There are many ways to obtain the min and maximum value of items inside of an Array. This blog post will show case its many ways.

The most basic way to do this is to loop through the entire array manually. The benefit of doing it this way, is that it just relies on the standard library and can be easily rewritten to an even simpler form. This way uses the Math.max and Math.min method. It will also, store the min value as the Integer.MAX_VALUE as the initial value and vice versa. One other way to do it would be to keep the first index as the minimum and maximum value. So, instead of using Integer.MAX_VALUE and Integer.MIN_VALUE, the values for min and max would be numbers instead.

``````public void usingManual(int[] numbers){
if (numbers.length == 0)
throw new IllegalArgumentException("Invalid array");
int min = Integer.MAX_VALUE;
int max = Integer.MIN_VALUE;

for(int value : numbers){
if (value > max)
max = Math.max(max, value);
if (value < min)
min = Math.min(min, value);
}

System.out.println("Min is " + min);
System.out.println("Max is " + max);
}
``````

Method 1. Using the manual method.

Another way would be to sort the array. The first index would be the least and the last index would be the maximum. This is easily done using the Array.sort method. The issue with this way is that it would sort the array in place and it also rely on the inbuilt sort method. It is generally a bad idea to use a sort in a method you want to obtain the minimum and maximum because users of this method would not expect this method to be sorting the array itself. Thus, it is better to create a clone of it or a copy of the numbers array itself so that you do not sort the elements in place but sort the cloned array instead. It is also interesting to take note that the default implementation of the sorting algorithm uses a Dual-Pivot Quicksort.

It is a good idea to do a clone on the array and save it into another variable. The reason for this is because, users of the method does not expect it for you to sort their array when the method is used. A method at the end of the day should only do a single thing.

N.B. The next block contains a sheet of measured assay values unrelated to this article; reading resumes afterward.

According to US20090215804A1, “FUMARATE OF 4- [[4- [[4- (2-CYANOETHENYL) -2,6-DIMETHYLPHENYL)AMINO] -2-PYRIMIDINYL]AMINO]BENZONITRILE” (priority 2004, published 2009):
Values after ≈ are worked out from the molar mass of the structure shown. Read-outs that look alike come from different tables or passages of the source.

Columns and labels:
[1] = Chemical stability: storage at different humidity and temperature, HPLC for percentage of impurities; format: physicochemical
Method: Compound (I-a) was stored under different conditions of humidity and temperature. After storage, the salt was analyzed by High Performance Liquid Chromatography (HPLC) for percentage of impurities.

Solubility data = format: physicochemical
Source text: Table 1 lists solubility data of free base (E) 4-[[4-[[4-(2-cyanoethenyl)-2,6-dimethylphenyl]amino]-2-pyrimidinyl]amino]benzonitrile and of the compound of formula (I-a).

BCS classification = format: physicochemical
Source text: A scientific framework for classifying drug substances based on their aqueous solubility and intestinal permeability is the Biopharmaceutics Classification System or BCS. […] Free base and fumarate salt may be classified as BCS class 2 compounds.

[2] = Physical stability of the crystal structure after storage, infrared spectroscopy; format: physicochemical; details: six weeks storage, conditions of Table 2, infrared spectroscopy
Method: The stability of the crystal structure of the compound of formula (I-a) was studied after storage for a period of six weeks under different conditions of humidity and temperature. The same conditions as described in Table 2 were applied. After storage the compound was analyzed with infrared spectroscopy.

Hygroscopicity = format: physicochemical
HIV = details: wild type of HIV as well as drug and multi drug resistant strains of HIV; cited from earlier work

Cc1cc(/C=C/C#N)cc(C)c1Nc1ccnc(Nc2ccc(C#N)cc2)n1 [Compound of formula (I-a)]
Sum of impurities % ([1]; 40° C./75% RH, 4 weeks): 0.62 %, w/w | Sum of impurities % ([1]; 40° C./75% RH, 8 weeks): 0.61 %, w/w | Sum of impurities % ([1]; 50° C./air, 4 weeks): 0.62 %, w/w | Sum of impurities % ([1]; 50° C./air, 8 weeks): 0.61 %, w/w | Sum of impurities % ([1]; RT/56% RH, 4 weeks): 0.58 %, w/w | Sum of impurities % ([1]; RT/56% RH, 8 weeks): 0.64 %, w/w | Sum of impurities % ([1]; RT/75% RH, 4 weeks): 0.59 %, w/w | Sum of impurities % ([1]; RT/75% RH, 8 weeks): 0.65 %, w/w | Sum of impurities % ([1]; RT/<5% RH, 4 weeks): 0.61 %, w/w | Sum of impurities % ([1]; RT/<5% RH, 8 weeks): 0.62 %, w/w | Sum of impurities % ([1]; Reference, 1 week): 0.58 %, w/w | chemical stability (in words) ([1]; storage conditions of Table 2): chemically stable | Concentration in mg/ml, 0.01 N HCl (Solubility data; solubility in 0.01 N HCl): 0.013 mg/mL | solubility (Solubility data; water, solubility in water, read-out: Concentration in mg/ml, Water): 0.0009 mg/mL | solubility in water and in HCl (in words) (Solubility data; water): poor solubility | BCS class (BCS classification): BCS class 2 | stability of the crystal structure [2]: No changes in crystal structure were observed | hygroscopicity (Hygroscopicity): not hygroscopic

``````public void usingSort(int[] numbers){
if (numbers.length == 0)
throw new IllegalArgumentException("Invalid array");
int[] clonedArray = numbers.clone();
Arrays.sort(clonedArray);
System.out.println("Min is " + clonedArray);
System.out.println("Max is " + clonedArray[clonedArray.length - 1]);
}
``````

Method 2. Using the in-built Arrays.sort.

You can also use a stream as well. However, it is only available in later versions of Java. The IntStream is only available since Java 1.8 and considerations need to be taken into account when using it. Here, there are is a need to decide if a parallel stream should be used as well.

``````
public void usingIntStream(int[] numbers){
if (numbers.length == 0)
throw new IllegalArgumentException("Invalid array");
IntStream intStream = Arrays.stream(numbers);
System.out.println("Min is " + intStream.min());
System.out.println("Max is " + intStream.max());
}
``````

Method 3. Using streams

Another way to do it is using the summaryStatistics of the int stream class. This is basically a state object for collecting statistics such as count, min max, sum and average. This would potentially be one of the better ways. This reason it is probably one of the better ways is because the IntSummaryStatistics is able to store other information as well besides the min and max, thus increasing its re-usability. So, there is no need for the iteration of the array itself again.

``````public void usingSummaryStats(int[] numbers){
if (numbers.length == 0)
throw new IllegalArgumentException("Invalid array");
IntSummaryStatistics stats = Arrays.stream(numbers).summaryStatistics();
System.out.println("Min is " + stats.getMin());
System.out.println("Max is " + stats.getMax());
}
``````

Method 4. Using the IntSummaryStatistics

Using the IntSummaryStatistics way is probably the preferred way if you are running Java 8 and above.

Finally, you can also use a Collections class to do it. However, in order to do so, you must box the primitive values into their class equivalent. It is important to know that this method iterates over the entire collection, hence it requires time proportional to the size of the collection.

``````public void usingCollections(int[] numbers){
if (numbers.length == 0)
throw new IllegalArgumentException("Invalid array");
List<Integer> integerList = new ArrayList<>();